DUBOIS, Wyo. — A frequent offender of wild game poaching laws was handed jail time and a ban on hunting privileges for an extensive period.
On March 4, 2020, Fremont County Circuit Court Judge Robert Denhardt found Kelly J. Grove of Dubois, Wyoming guilty of two counts of accessory before or after the fact in taking big game without a license (elk and deer), and one count accessory before or after the fact in the take of big game from a vehicle.
The prosecution dismissed two charges including accessory before or after the fact of shooting from a roadway and interference with a peace officer in a plea bargain reached with Grove.
Through the sentencing, Fremont County Circuit Court Judge Robert Denhardt sent a strong message to Grove to stop his poaching behavior and take responsibility for his actions. Judge Denhardt ordered him to pay a total of $6,365 in fines, assessments, and restitution, to spend one year in jail with seven days credit for time already served, and three years supervised probation upon his release.
Grove is required to serve the remaining 358 days in jail. The Judge also suspended Grove’s hunting and fishing privileges for 18 years in Wyoming and 44 other states, in addition to forfeiting his Remington 700 .300 Ultra Mag bolt action rifle.
On January 7, 2020 Spencer Carrico of Dubois, Wyoming pled guilty and was sentenced by Judge Denhardt for two violations of taking an elk and a deer without a license. The prosecution dismissed the counts of take big game from a vehicle and shooting from a roadway in a plea bargain reached with Carrico.
Judge Denhardt ordered Carrico to pay $6,110 in fines, assessment, and restitution and suspended his hunting and fishing privileges for four years in Wyoming and 44 other states. Carrico was ordered to one-year unsupervised probation and sentenced to 90 days in jail, which were suspended.
History of poaching
The case itself began on the evening of November 10, 2018 when Carrico and Grove were coming down the Union Pass Road west of Dubois in Grove’s truck. They spotted and shot a cow elk and Carrico, using Grove’s rifle. The men were unable to locate the elk after searching for it and were unsure if Carrico had mortally wounded the animal.
The next day, both men, again in Grove’s truck, spotted a doe mule deer off the East Fork Road northeast of Dubois. Grove again handed his rifle to Carrico who shot the doe from the road and inside the truck on a dare from Grove. The men loaded the deer whole into the truck, drove down the road a distance, pulled over, and gutted the deer. They took the deer home and quartered the animal.
Both men had been drinking when they shot the animals, and neither man had an elk or a deer license in 2018.
Although Carrico was the primary defendant in the case, he received a less serious punishment from Judge Denhardt than Grove did as the accessory. This was Carrico’s first wildlife violation, he was cooperative with the officers conducting the investigation, admitted his role in the crime, and took responsibility for his actions. Grove did not take responsibility for his role, tampered with evidence, and is a repeat wildlife violator with two previous serious violations and several minor infractions.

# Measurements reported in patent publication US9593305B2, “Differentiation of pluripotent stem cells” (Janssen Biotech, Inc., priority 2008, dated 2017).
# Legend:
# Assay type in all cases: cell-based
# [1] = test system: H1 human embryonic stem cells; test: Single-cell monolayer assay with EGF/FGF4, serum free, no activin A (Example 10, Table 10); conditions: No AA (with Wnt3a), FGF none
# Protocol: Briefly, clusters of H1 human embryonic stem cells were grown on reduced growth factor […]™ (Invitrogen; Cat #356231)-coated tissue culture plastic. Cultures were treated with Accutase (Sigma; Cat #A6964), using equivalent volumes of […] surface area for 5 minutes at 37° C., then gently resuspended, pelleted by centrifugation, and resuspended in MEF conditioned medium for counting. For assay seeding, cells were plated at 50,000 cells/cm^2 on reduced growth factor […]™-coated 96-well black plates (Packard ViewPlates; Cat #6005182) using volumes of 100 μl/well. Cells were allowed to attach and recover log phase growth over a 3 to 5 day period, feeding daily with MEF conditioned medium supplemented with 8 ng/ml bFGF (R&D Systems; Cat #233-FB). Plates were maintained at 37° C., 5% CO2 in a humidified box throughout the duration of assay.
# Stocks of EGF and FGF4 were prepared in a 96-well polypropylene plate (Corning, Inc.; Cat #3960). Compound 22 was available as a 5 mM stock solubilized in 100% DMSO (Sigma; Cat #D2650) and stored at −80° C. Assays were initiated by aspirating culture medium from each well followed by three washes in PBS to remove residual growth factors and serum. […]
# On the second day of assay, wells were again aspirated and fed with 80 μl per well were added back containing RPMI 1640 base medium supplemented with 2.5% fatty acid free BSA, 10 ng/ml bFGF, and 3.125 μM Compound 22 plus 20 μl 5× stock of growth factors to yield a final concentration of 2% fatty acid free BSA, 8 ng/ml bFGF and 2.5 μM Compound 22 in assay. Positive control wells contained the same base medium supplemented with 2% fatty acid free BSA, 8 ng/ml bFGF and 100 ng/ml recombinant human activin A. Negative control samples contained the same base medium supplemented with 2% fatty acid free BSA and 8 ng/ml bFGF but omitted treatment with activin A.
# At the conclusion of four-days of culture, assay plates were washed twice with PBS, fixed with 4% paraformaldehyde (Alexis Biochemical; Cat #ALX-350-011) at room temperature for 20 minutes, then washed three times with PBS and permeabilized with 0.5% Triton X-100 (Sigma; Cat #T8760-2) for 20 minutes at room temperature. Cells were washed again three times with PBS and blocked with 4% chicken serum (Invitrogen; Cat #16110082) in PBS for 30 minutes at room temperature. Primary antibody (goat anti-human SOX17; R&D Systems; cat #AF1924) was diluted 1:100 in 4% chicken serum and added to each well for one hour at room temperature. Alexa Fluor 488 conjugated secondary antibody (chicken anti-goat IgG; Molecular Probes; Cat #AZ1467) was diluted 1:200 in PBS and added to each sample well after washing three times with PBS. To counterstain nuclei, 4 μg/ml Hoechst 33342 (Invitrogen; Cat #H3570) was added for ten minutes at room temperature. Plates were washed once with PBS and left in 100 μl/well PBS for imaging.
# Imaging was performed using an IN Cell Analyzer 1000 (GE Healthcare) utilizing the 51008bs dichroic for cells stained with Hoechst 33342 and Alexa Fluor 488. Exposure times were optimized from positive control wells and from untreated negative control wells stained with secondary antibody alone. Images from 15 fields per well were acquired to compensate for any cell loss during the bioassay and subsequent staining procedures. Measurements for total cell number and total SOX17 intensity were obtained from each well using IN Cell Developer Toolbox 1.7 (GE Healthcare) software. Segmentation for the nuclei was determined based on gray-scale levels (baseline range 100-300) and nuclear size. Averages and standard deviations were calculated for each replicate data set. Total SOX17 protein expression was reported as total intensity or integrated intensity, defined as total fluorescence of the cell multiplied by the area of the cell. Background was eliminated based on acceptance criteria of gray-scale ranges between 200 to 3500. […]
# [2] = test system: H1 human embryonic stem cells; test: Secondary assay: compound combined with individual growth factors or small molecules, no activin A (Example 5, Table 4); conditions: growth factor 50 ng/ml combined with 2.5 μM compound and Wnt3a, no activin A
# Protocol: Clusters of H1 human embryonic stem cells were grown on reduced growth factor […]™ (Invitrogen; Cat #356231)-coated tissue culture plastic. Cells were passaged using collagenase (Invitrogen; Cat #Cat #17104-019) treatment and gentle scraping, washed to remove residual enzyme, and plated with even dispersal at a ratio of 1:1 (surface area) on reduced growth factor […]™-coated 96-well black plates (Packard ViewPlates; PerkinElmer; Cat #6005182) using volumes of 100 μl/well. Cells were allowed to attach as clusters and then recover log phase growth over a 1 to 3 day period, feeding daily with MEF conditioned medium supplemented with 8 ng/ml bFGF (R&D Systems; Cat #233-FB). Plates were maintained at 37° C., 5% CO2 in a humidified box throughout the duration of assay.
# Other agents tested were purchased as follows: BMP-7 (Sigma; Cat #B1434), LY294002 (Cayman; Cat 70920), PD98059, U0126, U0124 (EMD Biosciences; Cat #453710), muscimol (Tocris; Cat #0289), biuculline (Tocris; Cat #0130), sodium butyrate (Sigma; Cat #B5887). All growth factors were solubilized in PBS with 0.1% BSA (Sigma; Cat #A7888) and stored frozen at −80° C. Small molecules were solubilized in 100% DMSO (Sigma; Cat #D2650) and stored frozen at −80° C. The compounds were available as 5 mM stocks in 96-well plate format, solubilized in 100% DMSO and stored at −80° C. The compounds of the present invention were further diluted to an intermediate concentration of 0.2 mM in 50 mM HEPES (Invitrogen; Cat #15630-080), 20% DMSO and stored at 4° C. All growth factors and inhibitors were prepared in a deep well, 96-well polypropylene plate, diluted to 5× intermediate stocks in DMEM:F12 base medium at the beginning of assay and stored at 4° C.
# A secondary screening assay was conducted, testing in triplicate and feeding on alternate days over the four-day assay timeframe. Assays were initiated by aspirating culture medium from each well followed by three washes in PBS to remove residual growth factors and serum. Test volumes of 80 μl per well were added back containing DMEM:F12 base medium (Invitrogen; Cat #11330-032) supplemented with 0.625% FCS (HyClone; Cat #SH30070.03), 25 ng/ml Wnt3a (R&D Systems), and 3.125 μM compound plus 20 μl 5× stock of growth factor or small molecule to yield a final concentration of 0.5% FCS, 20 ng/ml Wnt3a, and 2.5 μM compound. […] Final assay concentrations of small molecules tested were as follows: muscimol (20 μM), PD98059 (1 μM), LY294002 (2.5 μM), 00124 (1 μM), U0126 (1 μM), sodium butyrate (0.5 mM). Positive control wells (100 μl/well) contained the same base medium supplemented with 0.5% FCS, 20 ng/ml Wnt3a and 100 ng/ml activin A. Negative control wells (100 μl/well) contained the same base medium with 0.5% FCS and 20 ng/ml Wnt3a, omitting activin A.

Grove was placed on federal probation for the unlawful taking of threatened wildlife just months before he and Carrico committed these most recent crimes. In 2018, he and another man, Matthew Brooks, formerly of Dubois, were both found guilty for their roles in the illegal take of a grizzly bear north of Dubois in 2015.
Grove was ordered to pay $7,000 in restitution and his hunting privileges were suspended worldwide for five years. Eight other charges against him in the grizzly bear case were dismissed, and his Remington 700 .300 Ultra Mag bolt action rifle was also confiscated in that case but returned two months before he handed it to Carrico to shoot the elk and deer.
Grove also pled guilty August 2007 to being an accessory to taking a bighorn ram without a license, waste/abandonment of a bighorn sheep, two counts each of waste of an elk and deer, and two counts each of false oath to obtain resident big game licenses.
Chief Deputy Fremont County and Prosecuting Attorney Ember Oakley, who represented the state in the current case and in the federal grizzly bear case, stated, “This man has a shocking history of violations. He’s been convicted of wanton waste of animals, including a bighorn sheep. He’s attempted to shoot the antlers off of live deer. He was on federal probation for game violations when he committed this crime and more. We appreciate the work of the Game and Fish in bringing us solid, well-investigated cases. The Fremont County Attorney’s office is pleased with the sentence that the circuit court handed down, in recognition of the intolerable history that preceded this case.”
Grove will next appear in front of U.S. District Court Judge Skavdahl for violating his federal probation by committing another wildlife crime while on probation from the illegal take of the grizzly bear.
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